The Atlanta Falcons are in the playoffs, which is something even their owner didn't believe would happen so soon after last year's well-publicized debacle.
"No, never. ... It really didn't cross my mind," Arthur Blank said outside a delirious visitors locker room after Sunday's 24-17 upset of the Vikings.
"This really is the season of miracles."
Last year was the season of unprecedented nightmares. The Falcons finished 4-12 while losing their franchise quarterback and coach in bizarre fashion. The quarterback, Michael Vick, the face of the NFL, was sentenced to 23 months in prison for his role in a dogfighting ring. The coach, Bobby Petrino, flat-out quit on his team after 13 games and crawled back to the college ranks at Arkansas.
"If you would have told me at the end of last season that 12 months later we'd be standing here with 10 wins and having clinched a playoff spot, I'd have said you're nuts," 10-year veteran center Todd McClure said. "But we had an awesome offseason. You could tell when we got to minicamp and OTAs [Organized Team Activities] that we had put some pretty competitive pieces together."
The Falcons hired Patriots director of college scouting Thomas Dimitroff as general manager. Dimitroff hired Jaguars defensive coordinator Mike Smith as head coach. And together they did just about everything right. Three of the highlights were hiring former Vikings tight end and Bills head coach Mike Mularkey as offensive coordinator, signing running back Michael Turner in free agency and drafting Boston College quarterback Matt Ryan third overall.
"Getting to the playoffs is a process you go through," said Turner, who ran for 70 yards and a touchdown Sunday. "I didn't know what to expect when I got here. I can't predict an NFL season. Nobody can."
The last time we saw the Falcons at the Metrodome was the season opener a year ago. They also had a quarterback who had entered the NFL as the third overall draft pick. But that's the only thing the well-composed Ryan has in common with twitchy Joey Harrington, the monumental draft bust by the Lions in 2002.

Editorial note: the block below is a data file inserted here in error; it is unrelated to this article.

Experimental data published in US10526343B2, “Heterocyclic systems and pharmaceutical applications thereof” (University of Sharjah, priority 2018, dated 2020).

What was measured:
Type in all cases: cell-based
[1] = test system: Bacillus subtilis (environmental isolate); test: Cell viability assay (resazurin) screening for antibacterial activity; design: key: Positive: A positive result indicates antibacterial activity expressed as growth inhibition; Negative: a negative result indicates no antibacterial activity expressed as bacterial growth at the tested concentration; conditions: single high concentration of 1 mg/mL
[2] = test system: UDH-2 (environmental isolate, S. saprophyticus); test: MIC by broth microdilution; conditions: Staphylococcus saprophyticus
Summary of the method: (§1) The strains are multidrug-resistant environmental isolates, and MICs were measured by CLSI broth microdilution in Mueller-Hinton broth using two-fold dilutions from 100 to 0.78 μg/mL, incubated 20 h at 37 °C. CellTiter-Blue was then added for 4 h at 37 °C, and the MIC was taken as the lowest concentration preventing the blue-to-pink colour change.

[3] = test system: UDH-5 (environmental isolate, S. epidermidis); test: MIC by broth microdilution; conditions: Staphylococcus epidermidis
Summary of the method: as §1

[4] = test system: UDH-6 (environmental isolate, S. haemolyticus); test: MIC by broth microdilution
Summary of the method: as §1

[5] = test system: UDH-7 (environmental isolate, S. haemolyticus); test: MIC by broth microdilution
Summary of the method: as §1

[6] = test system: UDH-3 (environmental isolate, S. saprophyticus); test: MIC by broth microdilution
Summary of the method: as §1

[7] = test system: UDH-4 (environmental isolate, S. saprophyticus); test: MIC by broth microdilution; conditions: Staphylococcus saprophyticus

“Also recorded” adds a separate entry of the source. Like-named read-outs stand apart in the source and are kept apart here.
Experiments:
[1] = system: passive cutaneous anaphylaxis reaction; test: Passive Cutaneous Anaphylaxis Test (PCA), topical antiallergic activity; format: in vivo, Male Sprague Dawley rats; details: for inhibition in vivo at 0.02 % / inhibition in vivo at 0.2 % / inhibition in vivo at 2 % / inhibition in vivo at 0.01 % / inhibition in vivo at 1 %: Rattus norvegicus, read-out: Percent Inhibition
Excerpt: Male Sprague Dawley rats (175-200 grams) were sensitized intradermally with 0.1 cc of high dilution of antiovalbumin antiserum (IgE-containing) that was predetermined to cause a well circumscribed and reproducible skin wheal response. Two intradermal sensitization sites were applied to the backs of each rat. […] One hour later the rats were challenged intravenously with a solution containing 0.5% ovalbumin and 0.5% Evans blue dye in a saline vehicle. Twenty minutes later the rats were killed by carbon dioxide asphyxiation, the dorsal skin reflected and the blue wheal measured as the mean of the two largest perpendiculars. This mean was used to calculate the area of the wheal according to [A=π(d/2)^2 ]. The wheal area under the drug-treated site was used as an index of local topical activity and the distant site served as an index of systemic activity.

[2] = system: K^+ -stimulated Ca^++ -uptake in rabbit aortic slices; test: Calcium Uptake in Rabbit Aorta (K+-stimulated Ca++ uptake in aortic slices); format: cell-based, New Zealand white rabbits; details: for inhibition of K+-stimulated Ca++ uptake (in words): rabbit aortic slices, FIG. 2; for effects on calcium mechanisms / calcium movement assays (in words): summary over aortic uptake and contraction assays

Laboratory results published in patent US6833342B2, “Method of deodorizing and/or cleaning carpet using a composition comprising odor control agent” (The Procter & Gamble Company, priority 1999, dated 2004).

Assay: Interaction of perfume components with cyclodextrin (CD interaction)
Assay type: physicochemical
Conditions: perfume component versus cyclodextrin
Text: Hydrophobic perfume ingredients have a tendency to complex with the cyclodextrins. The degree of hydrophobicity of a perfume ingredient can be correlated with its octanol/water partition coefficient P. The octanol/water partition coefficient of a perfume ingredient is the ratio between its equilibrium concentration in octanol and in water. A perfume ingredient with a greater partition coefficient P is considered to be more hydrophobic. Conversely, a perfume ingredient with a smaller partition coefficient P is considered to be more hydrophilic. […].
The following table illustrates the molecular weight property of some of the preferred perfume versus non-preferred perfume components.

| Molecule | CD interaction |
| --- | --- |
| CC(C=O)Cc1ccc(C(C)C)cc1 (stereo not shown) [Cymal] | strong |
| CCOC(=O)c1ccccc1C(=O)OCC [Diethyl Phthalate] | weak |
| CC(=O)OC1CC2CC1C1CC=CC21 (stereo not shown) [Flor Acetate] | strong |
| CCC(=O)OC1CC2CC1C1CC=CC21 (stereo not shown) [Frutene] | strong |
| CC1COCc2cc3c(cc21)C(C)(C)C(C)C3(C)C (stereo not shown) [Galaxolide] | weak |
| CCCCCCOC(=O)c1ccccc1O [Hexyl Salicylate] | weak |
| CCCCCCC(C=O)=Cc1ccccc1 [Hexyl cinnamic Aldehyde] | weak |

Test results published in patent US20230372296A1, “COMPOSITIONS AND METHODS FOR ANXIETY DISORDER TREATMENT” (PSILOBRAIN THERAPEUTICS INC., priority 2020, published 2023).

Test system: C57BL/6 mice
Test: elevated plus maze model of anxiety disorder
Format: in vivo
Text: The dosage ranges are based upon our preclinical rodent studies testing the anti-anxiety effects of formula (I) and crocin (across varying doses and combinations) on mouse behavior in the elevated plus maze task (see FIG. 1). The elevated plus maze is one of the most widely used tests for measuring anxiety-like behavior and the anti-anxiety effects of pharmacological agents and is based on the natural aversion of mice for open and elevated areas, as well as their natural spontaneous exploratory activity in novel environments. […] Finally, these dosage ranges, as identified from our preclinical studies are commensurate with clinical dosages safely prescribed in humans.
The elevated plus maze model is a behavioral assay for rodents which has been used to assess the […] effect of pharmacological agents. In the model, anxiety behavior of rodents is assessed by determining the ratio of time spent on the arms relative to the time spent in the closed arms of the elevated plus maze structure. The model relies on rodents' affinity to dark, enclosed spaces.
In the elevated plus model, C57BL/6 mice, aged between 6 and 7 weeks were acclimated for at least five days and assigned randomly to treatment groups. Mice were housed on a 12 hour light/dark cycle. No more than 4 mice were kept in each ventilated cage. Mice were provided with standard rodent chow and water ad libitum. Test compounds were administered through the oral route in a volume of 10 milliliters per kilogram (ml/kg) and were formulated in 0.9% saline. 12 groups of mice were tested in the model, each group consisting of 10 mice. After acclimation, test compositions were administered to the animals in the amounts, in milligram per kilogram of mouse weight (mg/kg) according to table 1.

Harrington was a desperate signing made in the aftermath of the Vick fiasco a year ago. In his seventh snap with the Falcons, he threw a ball right to Vikings defensive tackle Kevin Williams, who returned it 54 yards for a touchdown. Harrington threw another interception that was returned for a touchdown by Antoine Winfield in the Vikings' 24-7 victory.
Sunday, Mularkey decided to open with a no-huddle attack. It was the perfect jump on the Vikings' pass rush. Ryan went 3-for-4 for 32 yards, including a 13-yard pass that set up Turner's 1-yard touchdown run. His poise in the face of a strong pass rush and a hostile crowd wouldn't end there.
In fact, it was the 23-year-old rookie who feasted on the Vikings' mistakes, leading Atlanta to 17 points off four fumbles and a short field created by a botched shotgun snap. Ryan didn't turn the ball over and took only two sacks when he could have taken many more.
"He's the most impressive rookie that I've ever played against," Vikings 12-year veteran safety Darren Sharper said.
Sharper might see him again in the playoffs, assuming the Vikings can do their part and win the NFC North.
"I don't know where the Vikings stand in their playoff hunt," said Blank, "but I wouldn't be shocked if we're back up here in a few weeks."
How could he? After all, the Atlanta Falcons are in the playoffs.
Mark Craig • firstname.lastname@example.org